While the red tape drives many rural Australians to despair, delays are often worsened by ill-equipped local councils, electoral cycles and political argy-bargy between state and federal governments.
The federal Nationals have recently ramped up attacks on the states for not building enough dams.
“We’ve got $75 million on the table for Dungowan Dam, $75 million!” Barnaby Joyce fumed recently in regards to a proposed upgrade in his New England electorate.
“And I heard they wanted $23 million of it for further studies! I mean, fair go, we don’t need any more paperwork. We need dozers in the ground!”
While the Coalition is quick to criticise states, it rarely explains that all governments are bound by the principles of an agreement called the National Water Initiative.
That document states that all water infrastructure proposals must “continue to be assessed as economically viable and ecologically sustainable prior to the investment occurring”.
Bureaucracy might be infuriating but if dollars spent on dams go down the drain, or there is serious environmental damage, states have to wear the cost.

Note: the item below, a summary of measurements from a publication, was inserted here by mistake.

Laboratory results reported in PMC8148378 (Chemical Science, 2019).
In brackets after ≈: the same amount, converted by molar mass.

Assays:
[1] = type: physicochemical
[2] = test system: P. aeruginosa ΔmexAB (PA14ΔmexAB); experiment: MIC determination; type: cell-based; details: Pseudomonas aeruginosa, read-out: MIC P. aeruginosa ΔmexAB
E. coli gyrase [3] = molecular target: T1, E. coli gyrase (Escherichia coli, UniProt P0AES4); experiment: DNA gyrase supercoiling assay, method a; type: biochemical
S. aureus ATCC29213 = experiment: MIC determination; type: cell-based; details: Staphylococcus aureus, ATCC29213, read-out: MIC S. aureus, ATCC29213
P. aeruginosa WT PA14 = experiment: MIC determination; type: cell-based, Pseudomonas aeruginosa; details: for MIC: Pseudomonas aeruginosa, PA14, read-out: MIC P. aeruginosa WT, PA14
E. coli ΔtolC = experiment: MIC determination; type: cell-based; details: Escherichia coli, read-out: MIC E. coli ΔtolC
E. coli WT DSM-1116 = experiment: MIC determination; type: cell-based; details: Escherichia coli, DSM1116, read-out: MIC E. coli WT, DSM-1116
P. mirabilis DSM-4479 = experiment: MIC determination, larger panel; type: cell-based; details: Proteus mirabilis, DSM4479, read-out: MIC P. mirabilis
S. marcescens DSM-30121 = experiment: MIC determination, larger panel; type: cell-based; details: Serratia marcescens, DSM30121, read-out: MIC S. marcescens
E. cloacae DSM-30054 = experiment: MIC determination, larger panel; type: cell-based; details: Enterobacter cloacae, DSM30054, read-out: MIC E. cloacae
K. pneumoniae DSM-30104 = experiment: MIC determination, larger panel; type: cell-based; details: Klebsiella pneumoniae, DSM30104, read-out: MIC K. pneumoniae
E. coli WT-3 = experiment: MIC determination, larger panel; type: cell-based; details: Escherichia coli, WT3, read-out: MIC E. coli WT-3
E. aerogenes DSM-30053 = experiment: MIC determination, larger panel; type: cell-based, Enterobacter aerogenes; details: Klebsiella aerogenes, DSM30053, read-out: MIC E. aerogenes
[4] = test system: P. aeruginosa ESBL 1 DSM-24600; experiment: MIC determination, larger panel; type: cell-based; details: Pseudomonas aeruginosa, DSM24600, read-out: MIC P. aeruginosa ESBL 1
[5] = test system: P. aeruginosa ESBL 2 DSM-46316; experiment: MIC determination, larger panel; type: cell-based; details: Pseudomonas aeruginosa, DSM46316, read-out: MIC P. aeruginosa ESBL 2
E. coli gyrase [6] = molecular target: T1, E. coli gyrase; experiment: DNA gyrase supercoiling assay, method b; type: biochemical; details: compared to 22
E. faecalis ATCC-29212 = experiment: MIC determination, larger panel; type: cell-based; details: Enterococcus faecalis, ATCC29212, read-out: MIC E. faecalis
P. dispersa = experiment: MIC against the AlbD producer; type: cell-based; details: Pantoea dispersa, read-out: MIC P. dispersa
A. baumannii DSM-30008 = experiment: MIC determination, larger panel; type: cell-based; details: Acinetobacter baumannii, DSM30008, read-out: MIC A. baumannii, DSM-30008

“[The states] probably tend to be a little bit more cautious because of that,” explained John Rolfe, professor of regional economic development at Central Queensland University.
“Whereas the Federal Government’s very focussed on regional development, the bigger-picture stuff.”
So how does the Government think it can build more dams?
Mr McCormack, who is in charge of water infrastructure, lamented recently there is always an environmentalist who will “find a frog”.
With dams bone dry, the Coalition, and more recently the New South Wales Government, have made it clear they are keen to do what it takes to reduce red tape.
That will please many rural Australians who are crying out for more water, but it also shows a willingness by governments to ignore the guidelines of the National Water Initiative.
Deputy Prime Minister and leader of the Nationals Michael McCormack. (ABC News: Sarah Maunder)
The drought is so serious that Nationals say there is no reason an expenditure review committee would not by sympathetic to throwing money at dams, and just last week, the Federal Treasurer donned his boots for a drought tour.
Professor Rolfe said the timing is such that the Federal Government could make a “pretty good political case” for relaxing the National Water Initiative.
“I think that they can probably work within the existing framework to argue there’s some community service obligations that override the requirements for every scheme to be fully economically and commercially efficient.”
While he thought that would be “realistic” for smaller projects, he had concerns about what it could mean for larger proposals.